Flash forward to age 16, I was a semi active child. I loved riding bikes, playing outdoors, and tried every sport or activity imaginable. I was in my sophomore year of high school and I decided to play volleyball the following year. My aunt was the inspiration for this. She was a star volleyball player and an amazing person. I wanted to be just like her. I would help her train on her moms, my grandmothers, porch. She would pass the ball around with me and told me she would help me practice and said that I could be on the team when I got to high school. And I did. Now I was nowhere near as good as she was, but I was part of the team. Skip to the summer before my junior year, I was at practice. This was a normal grueling practice. With suicides, running up and down stairs, and leaning against the walls like you were sitting (whomever thought of that one, I will find you and I will kill you….not really I never liked that movie). We now were practicing our spikes. Now mind you I wasn’t the most coordinated or physically apt, but I tried my hardest. I set up for the spike and felt and HEARD a pop. I didn’t know it at the time, but I just changed my life forever. I had torn my trapezium muscle in my right shoulder and also kick started the very same disease that my mother had. Fibromyalgia.
Now at that time, the medical world was just starting to realize that it was an actual problem rather than being “All in your head”. It took 3 years of PT and tests to rule out every other possible disease, problem or disorder. We saw dozens of doctors. One even said that because I am double jointed, and I can touch my thumb to my wrist, that I have EDS type 4 (Ehlers-Danlos Syndrome). We needless to say we ran out of there. We did however find a rheumatologist who finally diagnosed me at age 19. He said that I did have Fibromyalgia and here is some Lyrica. Well at the time, that course of treatment was all I knew. That was the start of trying dozens of medications that did not work for me or had horrible side effects to even be worth it. I also didn’t want to “get through the side effects” to be addicted to the medicine or need such a high dose that I couldn’t go any higher. Unfortunately this was standard practice and unfortunately my mom followed this and ended up maxing out on several highly addictive, dangerous medications with no relief. I knew I could never let myself be on medications like that, but I ended up cycling through every medicine known to help Fibromyalgia twice.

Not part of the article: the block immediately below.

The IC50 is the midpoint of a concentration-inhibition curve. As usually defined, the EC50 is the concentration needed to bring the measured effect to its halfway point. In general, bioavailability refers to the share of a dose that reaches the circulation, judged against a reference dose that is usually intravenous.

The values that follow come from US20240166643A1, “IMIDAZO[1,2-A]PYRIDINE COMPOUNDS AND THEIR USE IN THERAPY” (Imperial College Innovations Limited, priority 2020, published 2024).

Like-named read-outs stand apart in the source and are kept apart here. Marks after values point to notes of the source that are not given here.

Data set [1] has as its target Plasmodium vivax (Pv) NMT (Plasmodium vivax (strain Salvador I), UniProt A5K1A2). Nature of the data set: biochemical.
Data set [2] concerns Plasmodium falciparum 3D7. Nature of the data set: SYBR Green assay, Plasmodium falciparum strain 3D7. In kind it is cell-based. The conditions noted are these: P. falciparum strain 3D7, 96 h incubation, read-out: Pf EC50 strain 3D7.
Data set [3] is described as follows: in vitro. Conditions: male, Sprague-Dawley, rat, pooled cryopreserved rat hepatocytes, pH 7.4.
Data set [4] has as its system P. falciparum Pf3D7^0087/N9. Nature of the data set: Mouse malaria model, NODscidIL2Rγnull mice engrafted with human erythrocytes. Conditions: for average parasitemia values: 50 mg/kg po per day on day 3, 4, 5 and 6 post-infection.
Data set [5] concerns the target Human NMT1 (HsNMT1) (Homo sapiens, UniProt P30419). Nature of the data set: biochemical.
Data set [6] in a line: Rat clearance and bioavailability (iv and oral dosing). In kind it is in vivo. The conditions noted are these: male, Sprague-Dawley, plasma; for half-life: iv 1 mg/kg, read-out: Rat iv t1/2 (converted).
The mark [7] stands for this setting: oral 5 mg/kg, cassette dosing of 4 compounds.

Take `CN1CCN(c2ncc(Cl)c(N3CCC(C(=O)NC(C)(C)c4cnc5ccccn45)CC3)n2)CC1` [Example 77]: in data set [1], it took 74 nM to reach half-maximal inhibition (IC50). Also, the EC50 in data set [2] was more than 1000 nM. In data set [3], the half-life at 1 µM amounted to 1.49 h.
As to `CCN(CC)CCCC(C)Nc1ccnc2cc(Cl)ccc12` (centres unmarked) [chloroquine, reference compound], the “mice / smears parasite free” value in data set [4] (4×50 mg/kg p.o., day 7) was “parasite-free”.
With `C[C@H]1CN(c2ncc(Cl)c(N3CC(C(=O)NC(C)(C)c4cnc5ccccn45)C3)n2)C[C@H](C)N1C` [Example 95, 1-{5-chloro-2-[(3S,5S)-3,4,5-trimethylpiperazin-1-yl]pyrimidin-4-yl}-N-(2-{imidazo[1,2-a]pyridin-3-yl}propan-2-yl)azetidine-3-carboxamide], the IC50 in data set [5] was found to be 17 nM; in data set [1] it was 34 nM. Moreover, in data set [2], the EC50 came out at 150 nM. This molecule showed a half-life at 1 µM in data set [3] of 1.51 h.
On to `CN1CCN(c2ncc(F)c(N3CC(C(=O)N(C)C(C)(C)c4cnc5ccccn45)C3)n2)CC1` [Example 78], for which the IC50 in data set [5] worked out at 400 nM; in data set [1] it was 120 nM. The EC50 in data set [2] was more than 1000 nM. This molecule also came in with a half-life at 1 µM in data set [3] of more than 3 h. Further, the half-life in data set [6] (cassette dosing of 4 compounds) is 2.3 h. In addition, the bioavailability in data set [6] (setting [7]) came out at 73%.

I went through the infancy stage of my Fibromyalgia in my senior year of high school. I didn’t know why I couldn’t climb the stairs without feeling like I was in quick sand. I didn’t know why I never had energy after school to hang with friends or go out. I also never showed how much pain and fatigue I had because I was afraid that I was just being lazy or hormonal. My parents never knew how much I struggled, but I knew how much they struggled. They tried to provide such a good life and give me everything I wanted, but they forgot about what I needed. The struggles they endured were to make me happy and safe but they didn’t know how unhappy I was. At one point in high school, I didn’t have a best friend. Sure I had people to hang out with and I still remember there names and what they looked like, but I didn’t trust anyone enough to tell them what was going on. This lead me to one of the biggest low points in my life………